10 German Drivers You May Have Forgotten Raced in Formula 1
With nine world championships between them in this century alone, you would be forgiven for thinking that German participation in Formula One started with Michael Schumacher and ended with Sebastian Vettel.
They are, of course, all-time greats—but Germany has a long history of producing F1 drivers.
Some, however, have come and gone without a trace. Others have been riddled with bad luck.
And another, as you will discover, discounted the F1 rule book.
As the 2014 German Grand Prix approaches, where no fewer than four drivers will compete in their home race, here are 10 racing drivers with a German passport you might have forgotten.
Hans-Joachim Stuck is best remembered for a sports car career which saw him partner Derek Bell and Al Holbert to two consecutive Le Mans 24 Hours successes in 1986 and 1987.
Yet despite never winning a grand prix, Stuck enjoyed a credible Formula One career, making 74 starts over a period of six seasons.
The son of hill-climbing legend Hans Stuck, he scored points in the first two races he finished for the March team in 1974, his debut season, at the South African and Spanish grands prix.
He then didn't score a point for almost two years before replacing the late Carlos Pace at Brabham only four races into the 1977 season, in which he scored two consecutive podiums in his home race at Hockenheim and the following round at the Osterreichring, helping Stuck to finish a career-best 11th in the drivers' standings.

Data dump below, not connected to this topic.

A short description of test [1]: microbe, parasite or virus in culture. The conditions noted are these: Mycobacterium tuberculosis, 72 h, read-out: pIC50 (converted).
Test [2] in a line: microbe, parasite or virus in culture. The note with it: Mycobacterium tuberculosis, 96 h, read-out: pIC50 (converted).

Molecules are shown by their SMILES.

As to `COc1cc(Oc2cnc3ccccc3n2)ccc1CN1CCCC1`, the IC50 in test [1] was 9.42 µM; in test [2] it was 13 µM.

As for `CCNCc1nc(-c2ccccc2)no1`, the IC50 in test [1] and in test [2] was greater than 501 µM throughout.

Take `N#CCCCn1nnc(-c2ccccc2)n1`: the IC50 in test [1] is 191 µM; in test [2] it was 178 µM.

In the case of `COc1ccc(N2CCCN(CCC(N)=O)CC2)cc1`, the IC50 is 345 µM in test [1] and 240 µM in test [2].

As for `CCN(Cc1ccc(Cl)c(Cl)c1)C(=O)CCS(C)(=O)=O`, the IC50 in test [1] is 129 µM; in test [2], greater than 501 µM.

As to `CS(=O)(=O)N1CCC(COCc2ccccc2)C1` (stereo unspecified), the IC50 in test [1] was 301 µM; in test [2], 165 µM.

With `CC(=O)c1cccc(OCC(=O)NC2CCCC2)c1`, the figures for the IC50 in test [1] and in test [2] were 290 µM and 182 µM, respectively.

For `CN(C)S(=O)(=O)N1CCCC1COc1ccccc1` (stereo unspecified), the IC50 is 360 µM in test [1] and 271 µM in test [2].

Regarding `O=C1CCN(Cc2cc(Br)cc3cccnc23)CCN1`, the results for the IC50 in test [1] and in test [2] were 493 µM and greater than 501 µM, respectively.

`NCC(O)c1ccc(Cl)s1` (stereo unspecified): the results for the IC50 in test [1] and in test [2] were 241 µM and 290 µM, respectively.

His best chance of a grand prix win came at that year's United States Grand Prix at Watkins Glen, where Stuck retired from the lead on the 14th lap in wet conditions.
The victory never arrived though, with Stuck taking two more fifth places in 1988, for Shadow, and 1989, for ATS, before his F1 career ended.
Bernd Schneider is the Michael Schumacher of the DTM, the German touring car series.
The 49-year-old won a record five titles between 1995 and 2006 as well as a record 43 wins prior to his retirement at the end of the 2008 season—but his Formula One career was underwhelming to say the least.
Schneider entered 34 grands prix for the Zakspeed and Arrows teams between 1988 and 1990, yet only started nine races.
And those nine races he began? He only got to the end on three occasions.
Twelfth place finishes at Hockenheim and Phoenix in 1988 and 1990 respectively were his best results, with his later success in the touring car arena perhaps a reminder of what F1, and Schneider himself, missed out on.
Markus Winkelhock only started one Formula One race, the 2007 European Grand Prix at the Nurburgring—but made sure it was one to remember.
The Stuttgart-born driver was called up by the lowly Spyker team to replace Dutch driver Christijan Albers, who had departed the outfit after a poor start to the season.